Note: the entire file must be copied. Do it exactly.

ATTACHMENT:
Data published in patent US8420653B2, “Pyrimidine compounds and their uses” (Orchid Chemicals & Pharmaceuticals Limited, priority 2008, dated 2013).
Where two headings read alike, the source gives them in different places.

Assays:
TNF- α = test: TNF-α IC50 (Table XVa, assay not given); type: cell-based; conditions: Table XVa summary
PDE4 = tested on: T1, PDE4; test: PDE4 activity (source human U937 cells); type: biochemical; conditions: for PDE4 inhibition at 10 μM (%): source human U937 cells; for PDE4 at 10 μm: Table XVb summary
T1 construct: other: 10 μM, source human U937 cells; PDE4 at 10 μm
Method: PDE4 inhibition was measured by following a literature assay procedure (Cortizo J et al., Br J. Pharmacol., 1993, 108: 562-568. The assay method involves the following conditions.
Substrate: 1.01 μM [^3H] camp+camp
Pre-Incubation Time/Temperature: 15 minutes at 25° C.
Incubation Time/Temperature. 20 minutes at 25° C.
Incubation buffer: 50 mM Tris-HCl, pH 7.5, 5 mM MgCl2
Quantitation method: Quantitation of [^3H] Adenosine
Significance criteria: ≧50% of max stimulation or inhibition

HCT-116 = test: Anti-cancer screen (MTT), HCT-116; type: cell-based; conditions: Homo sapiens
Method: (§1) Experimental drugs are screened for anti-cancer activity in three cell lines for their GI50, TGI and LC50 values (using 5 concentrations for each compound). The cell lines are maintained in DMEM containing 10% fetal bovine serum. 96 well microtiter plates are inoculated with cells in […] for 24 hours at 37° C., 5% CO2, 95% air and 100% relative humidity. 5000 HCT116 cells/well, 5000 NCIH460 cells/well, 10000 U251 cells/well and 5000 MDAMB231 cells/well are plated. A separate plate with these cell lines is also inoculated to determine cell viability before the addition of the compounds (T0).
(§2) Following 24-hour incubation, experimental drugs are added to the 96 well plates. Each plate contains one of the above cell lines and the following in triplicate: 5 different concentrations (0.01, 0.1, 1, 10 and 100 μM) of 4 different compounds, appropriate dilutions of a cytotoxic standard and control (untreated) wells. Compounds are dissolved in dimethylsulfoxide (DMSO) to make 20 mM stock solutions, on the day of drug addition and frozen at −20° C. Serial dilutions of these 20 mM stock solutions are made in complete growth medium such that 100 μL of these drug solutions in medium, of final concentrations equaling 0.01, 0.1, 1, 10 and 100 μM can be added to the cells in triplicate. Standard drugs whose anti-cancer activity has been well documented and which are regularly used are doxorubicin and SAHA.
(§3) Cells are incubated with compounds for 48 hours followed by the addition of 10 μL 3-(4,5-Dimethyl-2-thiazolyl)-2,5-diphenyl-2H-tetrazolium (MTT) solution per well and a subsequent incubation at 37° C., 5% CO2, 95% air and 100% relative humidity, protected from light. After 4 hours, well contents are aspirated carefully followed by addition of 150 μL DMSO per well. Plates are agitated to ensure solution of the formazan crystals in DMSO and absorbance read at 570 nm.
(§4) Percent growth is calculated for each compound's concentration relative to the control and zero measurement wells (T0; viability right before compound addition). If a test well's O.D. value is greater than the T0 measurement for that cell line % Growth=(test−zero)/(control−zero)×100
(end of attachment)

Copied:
Data published in patent US8420653B2, “Pyrimidine compounds and their uses” (Orchid Chemicals & Pharmaceuticals Limited, priority 2008, dated 2013).
Where two headings read alike, the source gives them in different places.

Assays:
TNF- α = test: TNF-α IC50 (Table XVa, assay not given); type: cell-based; conditions: Table XVa summary
PDE4 = tested on: T1, PDE4; test: PDE4 activity (source human U937 cells); type: biochemical; conditions: for PDE4 inhibition at 10 μM (%): source human U937 cells; for PDE4 at 10 μm: Table XVb summary
T1 construct: other: 10 μM, source human U937 cells; PDE4 at 10 μm
Method: PDE4 inhibition was measured by following a literature assay procedure (Cortizo J et al., Br J. Pharmacol., 1993, 108: 562-568. The assay method involves the following conditions.
Substrate: 1.01 μM [^3H] camp+camp
Pre-Incubation Time/Temperature: 15 minutes at 25° C.
Incubation Time/Temperature. 20 minutes at 25° C.
Incubation buffer: 50 mM Tris-HCl, pH 7.5, 5 mM MgCl2
Quantitation method: Quantitation of [^3H] Adenosine
Significance criteria: ≧50% of max stimulation or inhibition

HCT-116 = test: Anti-cancer screen (MTT), HCT-116; type: cell-based; conditions: Homo sapiens
Method: (§1) Experimental drugs are screened for anti-cancer activity in three cell lines for their GI50, TGI and LC50 values (using 5 concentrations for each compound). The cell lines are maintained in DMEM containing 10% fetal bovine serum. 96 well microtiter plates are inoculated with cells in […] for 24 hours at 37° C., 5% CO2, 95% air and 100% relative humidity. 5000 HCT116 cells/well, 5000 NCIH460 cells/well, 10000 U251 cells/well and 5000 MDAMB231 cells/well are plated. A separate plate with these cell lines is also inoculated to determine cell viability before the addition of the compounds (T0).
(§2) Following 24-hour incubation, experimental drugs are added to the 96 well plates. Each plate contains one of the above cell lines and the following in triplicate: 5 different concentrations (0.01, 0.1, 1, 10 and 100 μM) of 4 different compounds, appropriate dilutions of a cytotoxic standard and control (untreated) wells. Compounds are dissolved in dimethylsulfoxide (DMSO) to make 20 mM stock solutions, on the day of drug addition and frozen at −20° C. Serial dilutions of these 20 mM stock solutions are made in complete growth medium such that 100 μL of these drug solutions in medium, of final concentrations equaling 0.01, 0.1, 1, 10 and 100 μM can be added to the cells in triplicate. Standard drugs whose anti-cancer activity has been well documented and which are regularly used are doxorubicin and SAHA.
(§3) Cells are incubated with compounds for 48 hours followed by the addition of 10 μL 3-(4,5-Dimethyl-2-thiazolyl)-2,5-diphenyl-2H-tetrazolium (MTT) solution per well and a subsequent incubation at 37° C., 5% CO2, 95% air and 100% relative humidity, protected from light. After 4 hours, well contents are aspirated carefully followed by addition of 150 μL DMSO per well. Plates are agitated to ensure solution of the formazan crystals in DMSO and absorbance read at 570 nm.
(§4) Percent growth is calculated for each compound's concentration relative to the control and zero measurement wells (T0; viability right before compound addition). If a test well's O.D. value is greater than the T0 measurement for that cell line % Growth=(test−zero)/(control−zero)×100